Dr Hoogendoorn has extensive experience of working with sensor-generated data, with particular expertise in applying machine learning in the domains of eHealth and mHealth.
Jie is working with Mark’s group until mid-June, and will be researching machine learning methods for activity recognition, energy disaggregation and indoor localisation based on data collected from the HomeSense field trial.
Machine learning to improve accuracy
Mark recently published his book Machine Learning for the Quantified Self – On the Art of Learning from Sensory Data, describing effective use of self-tracking data for machine learning; from cleaning data, identification of features, finding data clusters, algorithms to create predictions of values, and providing effective feedback to users.
“Mark’s group has a long history of using machine learning methods for processing sensor-generated data”, said Jie from Amsterdam this morning.
“We have several problems we want to work on with our data on those three topics”, she added.
“Mark has expertise in the fundamental methods for solving these problems, which is why I’m visiting for advice and collaboration. We’re looking for improvements to do with accuracy, in terms of different evaluation metrics such as measured by precision, recall, mean square error, mean absolute error or aggregated error.”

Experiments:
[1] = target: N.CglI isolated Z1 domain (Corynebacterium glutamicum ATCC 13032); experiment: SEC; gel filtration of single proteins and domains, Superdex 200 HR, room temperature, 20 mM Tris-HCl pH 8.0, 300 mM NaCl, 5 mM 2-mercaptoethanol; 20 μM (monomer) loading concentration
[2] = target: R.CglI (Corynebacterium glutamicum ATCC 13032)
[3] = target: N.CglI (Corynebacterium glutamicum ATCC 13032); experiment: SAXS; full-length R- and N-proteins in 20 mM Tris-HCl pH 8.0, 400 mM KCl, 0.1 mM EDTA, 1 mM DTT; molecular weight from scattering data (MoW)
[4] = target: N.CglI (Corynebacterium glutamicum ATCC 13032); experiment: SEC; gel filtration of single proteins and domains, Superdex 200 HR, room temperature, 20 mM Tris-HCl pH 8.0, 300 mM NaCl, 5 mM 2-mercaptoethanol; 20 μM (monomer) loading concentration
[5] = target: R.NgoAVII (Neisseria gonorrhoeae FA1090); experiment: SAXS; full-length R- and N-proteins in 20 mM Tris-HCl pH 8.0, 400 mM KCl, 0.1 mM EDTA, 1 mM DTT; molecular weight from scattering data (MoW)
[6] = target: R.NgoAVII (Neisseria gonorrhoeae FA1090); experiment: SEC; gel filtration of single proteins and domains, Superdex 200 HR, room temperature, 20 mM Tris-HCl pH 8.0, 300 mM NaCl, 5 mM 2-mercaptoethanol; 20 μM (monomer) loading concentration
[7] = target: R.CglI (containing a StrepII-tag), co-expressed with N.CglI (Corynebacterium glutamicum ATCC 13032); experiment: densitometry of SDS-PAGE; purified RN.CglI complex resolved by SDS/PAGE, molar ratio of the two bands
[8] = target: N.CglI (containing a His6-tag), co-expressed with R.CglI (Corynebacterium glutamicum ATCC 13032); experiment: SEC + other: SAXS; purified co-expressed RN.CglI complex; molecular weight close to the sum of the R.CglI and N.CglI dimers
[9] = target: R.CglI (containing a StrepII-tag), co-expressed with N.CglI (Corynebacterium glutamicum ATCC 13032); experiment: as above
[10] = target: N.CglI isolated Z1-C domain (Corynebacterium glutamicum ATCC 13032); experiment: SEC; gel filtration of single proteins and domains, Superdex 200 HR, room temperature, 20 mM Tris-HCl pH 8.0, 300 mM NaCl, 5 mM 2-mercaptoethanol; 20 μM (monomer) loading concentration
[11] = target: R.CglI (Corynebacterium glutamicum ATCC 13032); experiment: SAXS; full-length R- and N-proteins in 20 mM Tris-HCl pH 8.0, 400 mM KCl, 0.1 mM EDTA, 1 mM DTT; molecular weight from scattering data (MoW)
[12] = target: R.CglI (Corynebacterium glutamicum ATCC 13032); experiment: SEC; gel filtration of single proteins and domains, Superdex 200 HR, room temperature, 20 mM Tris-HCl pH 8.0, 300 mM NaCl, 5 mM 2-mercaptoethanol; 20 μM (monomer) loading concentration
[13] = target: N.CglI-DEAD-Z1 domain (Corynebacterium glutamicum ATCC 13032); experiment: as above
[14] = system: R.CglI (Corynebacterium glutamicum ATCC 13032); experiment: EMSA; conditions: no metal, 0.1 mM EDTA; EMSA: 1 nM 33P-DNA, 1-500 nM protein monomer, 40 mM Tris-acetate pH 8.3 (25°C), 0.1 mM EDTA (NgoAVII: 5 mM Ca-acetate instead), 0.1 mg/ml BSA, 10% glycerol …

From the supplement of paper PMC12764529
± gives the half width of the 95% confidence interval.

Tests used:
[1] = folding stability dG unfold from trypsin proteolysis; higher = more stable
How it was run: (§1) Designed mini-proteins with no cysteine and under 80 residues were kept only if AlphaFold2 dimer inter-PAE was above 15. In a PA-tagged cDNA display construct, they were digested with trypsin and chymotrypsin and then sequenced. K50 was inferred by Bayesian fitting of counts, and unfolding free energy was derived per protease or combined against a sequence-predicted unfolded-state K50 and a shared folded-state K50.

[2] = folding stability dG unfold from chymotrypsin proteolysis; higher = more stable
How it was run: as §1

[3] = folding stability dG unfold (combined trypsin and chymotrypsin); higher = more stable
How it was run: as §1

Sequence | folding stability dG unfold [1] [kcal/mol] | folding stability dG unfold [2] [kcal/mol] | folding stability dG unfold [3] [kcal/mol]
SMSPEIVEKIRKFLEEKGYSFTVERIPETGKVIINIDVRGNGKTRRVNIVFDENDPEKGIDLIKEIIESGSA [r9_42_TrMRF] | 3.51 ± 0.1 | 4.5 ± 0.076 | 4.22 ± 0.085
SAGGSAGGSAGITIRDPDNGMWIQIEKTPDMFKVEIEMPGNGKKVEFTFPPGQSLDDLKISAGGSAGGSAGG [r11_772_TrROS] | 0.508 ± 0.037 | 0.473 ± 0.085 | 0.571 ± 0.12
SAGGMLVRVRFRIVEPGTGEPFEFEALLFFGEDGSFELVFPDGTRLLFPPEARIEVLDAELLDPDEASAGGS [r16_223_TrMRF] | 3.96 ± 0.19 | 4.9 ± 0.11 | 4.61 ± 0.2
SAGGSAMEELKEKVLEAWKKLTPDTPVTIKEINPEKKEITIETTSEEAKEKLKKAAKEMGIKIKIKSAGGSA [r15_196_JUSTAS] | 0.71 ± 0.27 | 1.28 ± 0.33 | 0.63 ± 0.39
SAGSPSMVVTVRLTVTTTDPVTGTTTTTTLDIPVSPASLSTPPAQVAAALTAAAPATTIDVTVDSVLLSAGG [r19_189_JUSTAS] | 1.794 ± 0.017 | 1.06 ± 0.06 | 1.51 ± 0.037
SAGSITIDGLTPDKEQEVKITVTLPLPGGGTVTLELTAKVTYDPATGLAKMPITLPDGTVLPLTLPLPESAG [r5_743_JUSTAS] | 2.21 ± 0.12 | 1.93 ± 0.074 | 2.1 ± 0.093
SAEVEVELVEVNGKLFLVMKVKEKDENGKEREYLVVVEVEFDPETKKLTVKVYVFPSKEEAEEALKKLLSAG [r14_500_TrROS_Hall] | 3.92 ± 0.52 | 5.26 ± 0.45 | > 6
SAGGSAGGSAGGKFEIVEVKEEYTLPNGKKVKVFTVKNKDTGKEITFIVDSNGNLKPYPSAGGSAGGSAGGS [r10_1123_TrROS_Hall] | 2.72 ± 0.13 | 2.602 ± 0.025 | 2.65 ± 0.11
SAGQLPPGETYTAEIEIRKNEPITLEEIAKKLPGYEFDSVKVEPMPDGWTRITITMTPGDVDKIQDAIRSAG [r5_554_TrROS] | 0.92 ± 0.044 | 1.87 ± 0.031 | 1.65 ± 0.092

We’ve collected a good amount of data and machine learning enables you to ‘learn’ features of data rather than hand-engineer them.”
“For example, features of electricity usage could be the total consumption for a day, mean or standard deviation of daily consumptions. The expectation is that neural networks can learn complex features that a human might not be able to notice. You can input data into this ‘black box’ and the network learns features that might be useful for different tasks, e.g., activity recognition (a classification problem), energy disaggregation (a regression problem).
Expected collaborative outputs
Jie’s knowledge and experience of sensor data collection and evaluation methods should, likewise, offer valuable input to ongoing research projects within Mark’s group.
For example, the E-COMPARED (FP7 Health project) is gathering data from cell-phones to analyse and then influence users’ behaviour. The project is currently looking at strategies to improve user experience and so to better solve users’ health-related issues. Another project is Machine Learning for Intensive Care, aiming to develop predictive models based on electronic medical records from the intensive care unit at the VU medical centre, using machine learning techniques.
Jie’s visit will result in conference and journal publications, and hopefully further research relating to the objectives of the HomeSense project.